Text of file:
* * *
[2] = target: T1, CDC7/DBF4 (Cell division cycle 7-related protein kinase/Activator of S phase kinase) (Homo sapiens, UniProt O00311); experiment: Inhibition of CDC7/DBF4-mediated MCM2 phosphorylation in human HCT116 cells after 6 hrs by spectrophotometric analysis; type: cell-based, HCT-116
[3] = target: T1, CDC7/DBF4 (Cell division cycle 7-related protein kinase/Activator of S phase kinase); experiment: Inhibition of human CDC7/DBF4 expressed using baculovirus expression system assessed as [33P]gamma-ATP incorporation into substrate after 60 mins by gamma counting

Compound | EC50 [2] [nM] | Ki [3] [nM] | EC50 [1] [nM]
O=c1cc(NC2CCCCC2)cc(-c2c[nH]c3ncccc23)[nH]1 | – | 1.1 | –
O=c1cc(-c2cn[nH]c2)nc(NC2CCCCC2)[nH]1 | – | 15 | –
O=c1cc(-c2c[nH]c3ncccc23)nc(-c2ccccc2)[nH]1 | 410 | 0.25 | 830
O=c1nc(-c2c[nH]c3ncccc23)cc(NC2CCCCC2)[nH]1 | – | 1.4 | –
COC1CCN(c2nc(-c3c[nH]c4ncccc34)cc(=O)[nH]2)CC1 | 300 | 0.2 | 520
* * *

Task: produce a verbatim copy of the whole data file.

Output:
[2] = target: T1, CDC7/DBF4 (Cell division cycle 7-related protein kinase/Activator of S phase kinase) (Homo sapiens, UniProt O00311); experiment: Inhibition of CDC7/DBF4-mediated MCM2 phosphorylation in human HCT116 cells after 6 hrs by spectrophotometric analysis; type: cell-based, HCT-116
[3] = target: T1, CDC7/DBF4 (Cell division cycle 7-related protein kinase/Activator of S phase kinase); experiment: Inhibition of human CDC7/DBF4 expressed using baculovirus expression system assessed as [33P]gamma-ATP incorporation into substrate after 60 mins by gamma counting

Compound | EC50 [2] [nM] | Ki [3] [nM] | EC50 [1] [nM]
O=c1cc(NC2CCCCC2)cc(-c2c[nH]c3ncccc23)[nH]1 | – | 1.1 | –
O=c1cc(-c2cn[nH]c2)nc(NC2CCCCC2)[nH]1 | – | 15 | –
O=c1cc(-c2c[nH]c3ncccc23)nc(-c2ccccc2)[nH]1 | 410 | 0.25 | 830
O=c1nc(-c2c[nH]c3ncccc23)cc(NC2CCCCC2)[nH]1 | – | 1.4 | –
COC1CCN(c2nc(-c3c[nH]c4ncccc34)cc(=O)[nH]2)CC1 | 300 | 0.2 | 520